God is in the slums, in the cardboard boxes where the poor play house. God is in the silence of a mother who has infected her child with a virus that will end both their lives. God is in the cries heard under the rubble of war. God is in the debris of wasted opportunity and lives, and God is with us if we are with them. "If you remove the yoke from your midst, the pointing of the finger and speaking wickedness, and if you give yourself to the hungry and satisfy the desire of the afflicted, then your light will rise in darkness and your gloom with become like midday and the Lord will continually guide you and satisfy your desire in scorched places."

It's not a coincidence that in the scriptures, poverty is mentioned more than 2,100 times. It's not an accident. That's a lot of air time, 2,100 mentions. (You know, the only time Christ is judgmental is on the subject of the poor.) 'As you have done it unto the least of these my brethren, you have done it unto me' (Matthew 25:40). As I say, good news to the poor.


It's not about charity, it's about justice. And that's too bad. Because you're good at charity. Americans, like the Irish, are good at it. We like to give, and we give a lot, even those who can't afford it.

But justice is a higher standard. Africa makes a fool of our idea of justice; it makes a farce of our idea of equality. It mocks our pieties, it doubts our concern, it questions our commitment.

Sixty-five hundred Africans are still dying every day of a preventable, treatable disease, for lack of drugs we can buy at any drug store. This is not about charity, this is about justice and equality.

Because there's no way we can look at what's happening in Africa and, if we're honest, conclude that deep down, we really accept that Africans are equal to us. Anywhere else in the world, we wouldn't accept it. Look at what happened in South East Asia with the tsunami. 150,000 lives lost to that misnomer of all misnomers, "mother nature." In Africa, 150,000 lives are lost every month. A tsunami every month. And it's a completely avoidable catastrophe.

It's annoying but justice and equality are mates. Aren't they? Justice always wants to hang out with equality. And equality is a real pain.


A number of years ago, I met a wise man who changed my life. In countless ways, large and small, I was always seeking the Lord's blessing. I was saying, you know, I have a new song, look after it. I have a family, please look after them. I have this crazy idea...

And this wise man said: stop. He said, stop asking God to bless what you're doing. Get involved in what God is doing - because it's already blessed.

Well, God, as I said, is with the poor. That, I believe, is what God is doing. And that is what he's calling us to do.

Monday, February 06, 2006

Spiritual disciplines

Some thoughts from a recent holiness retreat led by Sandra Ryan…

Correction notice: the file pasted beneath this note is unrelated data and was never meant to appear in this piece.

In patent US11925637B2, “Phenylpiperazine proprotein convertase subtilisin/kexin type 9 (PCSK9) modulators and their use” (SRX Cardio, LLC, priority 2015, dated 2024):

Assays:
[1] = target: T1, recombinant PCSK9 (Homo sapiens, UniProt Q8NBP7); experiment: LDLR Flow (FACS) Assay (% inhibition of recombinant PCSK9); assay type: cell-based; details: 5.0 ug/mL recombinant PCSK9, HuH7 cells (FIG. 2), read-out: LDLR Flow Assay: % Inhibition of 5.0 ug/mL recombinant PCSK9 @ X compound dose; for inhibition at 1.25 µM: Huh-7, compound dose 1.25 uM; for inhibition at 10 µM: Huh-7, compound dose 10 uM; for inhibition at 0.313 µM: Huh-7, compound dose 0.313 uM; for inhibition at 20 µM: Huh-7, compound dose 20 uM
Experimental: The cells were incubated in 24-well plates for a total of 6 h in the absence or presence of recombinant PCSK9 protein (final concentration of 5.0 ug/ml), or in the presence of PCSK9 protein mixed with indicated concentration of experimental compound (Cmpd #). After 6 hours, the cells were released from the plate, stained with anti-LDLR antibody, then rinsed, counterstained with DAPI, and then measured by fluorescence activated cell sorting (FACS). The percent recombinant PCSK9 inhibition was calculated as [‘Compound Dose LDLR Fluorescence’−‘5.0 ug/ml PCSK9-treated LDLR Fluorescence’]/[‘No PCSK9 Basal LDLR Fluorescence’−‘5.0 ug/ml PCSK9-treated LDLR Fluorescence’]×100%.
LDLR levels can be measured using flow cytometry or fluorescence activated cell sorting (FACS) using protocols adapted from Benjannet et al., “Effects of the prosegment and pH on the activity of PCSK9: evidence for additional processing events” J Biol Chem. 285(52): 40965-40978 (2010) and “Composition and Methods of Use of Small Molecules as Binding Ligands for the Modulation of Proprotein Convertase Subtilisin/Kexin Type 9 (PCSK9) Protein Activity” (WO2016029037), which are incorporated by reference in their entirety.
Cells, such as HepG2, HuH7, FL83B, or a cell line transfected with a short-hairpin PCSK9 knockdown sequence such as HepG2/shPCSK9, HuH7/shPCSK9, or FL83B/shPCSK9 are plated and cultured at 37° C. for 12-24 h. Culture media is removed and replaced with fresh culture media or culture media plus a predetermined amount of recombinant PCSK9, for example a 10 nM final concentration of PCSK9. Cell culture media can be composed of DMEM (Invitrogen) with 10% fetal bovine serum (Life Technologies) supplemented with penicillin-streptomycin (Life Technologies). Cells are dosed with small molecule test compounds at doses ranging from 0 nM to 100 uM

God wants us to be free (Galatians 5:1). The goal of spiritual disciplines (eg. silence, fasting, fellowship) is to free us. But it will feel the opposite: a burden.

There are three things we need to do:
1. With the Holy Spirit’s help, to search our hearts for where we are weak (Psalm 139).
2. Identify a discipline(s) that will strengthen that area of our life.
3. Set clear, achievable goals.

The Spirit needs to do the searching or we will be overwhelmed with perceived failings and weaknesses. The difference between a professional and an amateur is that the professional knows his weaknesses and works to address them while an amateur focuses on what he is good at. Good is the enemy of the best. God calls us to be excellent.

Wednesday, February 01, 2006

The Game of Life

Saturday I was helping out with one of our Squads for kids. This one kid (Taylor) was playing darts (magnetic darts, don't worry!) and he was really good. He's not the brightest kid on the block, so it was just really nice to see him being good at something and I was praising him a lot and stuff. Then he started playing against another kid (Jacob) who is a fascinating kid and very creative, but not very good at darts. They decided that it might be fun to put the dart board on ground and sort of drop the darts rather than throw them. Taylor was still good at this. Then Jacob started changing the rules - saying you got points for getting as far away from the bullseye as possible. And then he just kept adding rules. Basically whatever Jacob did got good points, and whatever Taylor did did not get points. And Jacob just kept adding new rules and after each "drop" he would say "Yes! I'm still in the lead!" And poor Taylor just kept trying and trying.
It was fascinating to watch, and (of course!) reminded me of international politics. Even when countries are good at their game, other (more powerful) countries will keep changing the rules on them to keep in the lead and to keep others down. So often when people think of justice, they think of how they can get their hands on whatever resource they're lacking (land, power, "points", money, etc.) rather than asking for a complete switch of game. Becoming the new exploiter of a new game is not justice, now is it?